A Brooklyn man plead guilty on Thursday to stealing over $31,000 in an elaborate check theft scheme, hitting the victims’ mailboxes and using stolen IDs in order to cash them.
Prosecutors said Gennady Galker went around the Midwood section of Brooklyn and snagged checks from various mailboxes over the course of several months.
Once he obtained the ill-gotten checks, the 40-year-old would use stolen and falsified identifications to cash them — and use the funds for personal expenses, like shopping outings.
“Mr. Galker preyed upon the people in his community, his neighbors, to enrich himself with their money,” said United States Postal Inspection Service agent Daniel B. Brubaker. “Postal Inspectors’ mission is to protect the mail and members of the public, our customers, from becoming victims of fraud.”
In total, Galker stole at least $31,149 from unsuspecting victims, including the Jewish Communal Fund for local charities.
He was tracked down by a joint effort of the USPIS, state Comptroller Tom DiNapoli’s office, and the Brooklyn District Attorney.
“Mr. Galker stole from Brooklynites in need of help,” said DiNapoli in a statement. “Thanks to my office’s partnership with District Attorney Gonzalez and the United States Postal Inspection Service justice has been served in this case.”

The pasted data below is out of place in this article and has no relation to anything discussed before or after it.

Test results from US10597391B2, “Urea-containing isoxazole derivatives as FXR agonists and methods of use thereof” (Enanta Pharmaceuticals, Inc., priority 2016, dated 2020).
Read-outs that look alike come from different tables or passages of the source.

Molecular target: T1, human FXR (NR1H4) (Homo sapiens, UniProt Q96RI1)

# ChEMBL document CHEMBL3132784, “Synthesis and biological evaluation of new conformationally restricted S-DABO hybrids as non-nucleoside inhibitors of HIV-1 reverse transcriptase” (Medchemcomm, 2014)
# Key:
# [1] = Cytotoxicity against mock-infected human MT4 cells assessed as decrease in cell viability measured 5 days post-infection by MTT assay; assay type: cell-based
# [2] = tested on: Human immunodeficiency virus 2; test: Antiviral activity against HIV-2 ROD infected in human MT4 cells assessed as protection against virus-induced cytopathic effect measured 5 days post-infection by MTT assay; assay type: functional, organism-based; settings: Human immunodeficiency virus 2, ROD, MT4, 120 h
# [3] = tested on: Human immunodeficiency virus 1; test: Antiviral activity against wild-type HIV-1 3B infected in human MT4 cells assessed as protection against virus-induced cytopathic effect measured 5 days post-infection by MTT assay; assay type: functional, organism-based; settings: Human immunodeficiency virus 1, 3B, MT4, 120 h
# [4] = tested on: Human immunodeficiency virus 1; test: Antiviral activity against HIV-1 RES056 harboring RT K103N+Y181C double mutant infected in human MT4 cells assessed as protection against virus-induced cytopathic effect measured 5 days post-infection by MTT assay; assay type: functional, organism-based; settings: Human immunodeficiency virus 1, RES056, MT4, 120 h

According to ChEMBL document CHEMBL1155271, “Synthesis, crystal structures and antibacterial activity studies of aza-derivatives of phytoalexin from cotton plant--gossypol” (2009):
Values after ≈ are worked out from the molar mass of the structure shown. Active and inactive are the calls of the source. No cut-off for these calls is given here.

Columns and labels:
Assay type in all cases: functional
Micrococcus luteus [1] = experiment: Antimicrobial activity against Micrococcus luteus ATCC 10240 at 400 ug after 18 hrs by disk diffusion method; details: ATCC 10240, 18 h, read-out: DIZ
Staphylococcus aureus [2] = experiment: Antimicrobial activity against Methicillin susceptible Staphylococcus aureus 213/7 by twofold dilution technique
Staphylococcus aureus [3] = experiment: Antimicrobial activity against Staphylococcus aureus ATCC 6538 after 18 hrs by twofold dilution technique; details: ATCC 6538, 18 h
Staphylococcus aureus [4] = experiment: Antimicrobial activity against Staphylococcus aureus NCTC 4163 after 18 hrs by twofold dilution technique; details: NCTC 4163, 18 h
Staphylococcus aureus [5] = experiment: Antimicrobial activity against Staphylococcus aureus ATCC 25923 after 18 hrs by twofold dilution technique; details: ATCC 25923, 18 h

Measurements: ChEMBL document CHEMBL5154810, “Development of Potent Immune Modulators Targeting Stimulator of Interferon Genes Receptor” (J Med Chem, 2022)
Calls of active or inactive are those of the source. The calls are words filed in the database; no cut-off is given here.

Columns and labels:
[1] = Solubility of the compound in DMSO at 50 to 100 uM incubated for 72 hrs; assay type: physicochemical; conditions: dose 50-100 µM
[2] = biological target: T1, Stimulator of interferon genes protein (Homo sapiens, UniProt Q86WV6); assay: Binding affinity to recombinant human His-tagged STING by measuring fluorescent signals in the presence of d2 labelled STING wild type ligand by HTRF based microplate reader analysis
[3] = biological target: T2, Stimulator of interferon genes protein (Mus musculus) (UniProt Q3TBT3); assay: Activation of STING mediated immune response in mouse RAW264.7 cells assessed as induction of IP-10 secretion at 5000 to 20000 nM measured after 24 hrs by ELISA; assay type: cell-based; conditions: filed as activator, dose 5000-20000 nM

Galker plead guilty to third-degree grand larceny before Brooklyn Supreme Court Justice Danny Chun. If he meets the conditions agreed upon in his plea deal, the charges will be reduced to petit larceny, while he is subject to one year behind bars if he violates the requirements.
Banks were able to recover $14,258 on behalf of the victims, and Galker was ordered to repay the remaining $16,891 in restitution. He was also sentenced to 140 hours of community service.
Galker is due back in court on Nov. 1.
“This defendant stole checks from unsuspecting Brooklynites as well as local charities. Today’s plea holds him accountable for his crimes and sends a strong message that thefts like these will not be tolerated,” said Brooklyn DA Eric Gonzalez. “I thank Comptroller DiNapoli’s Office and the United States Postal Inspection Service for their work on this case.”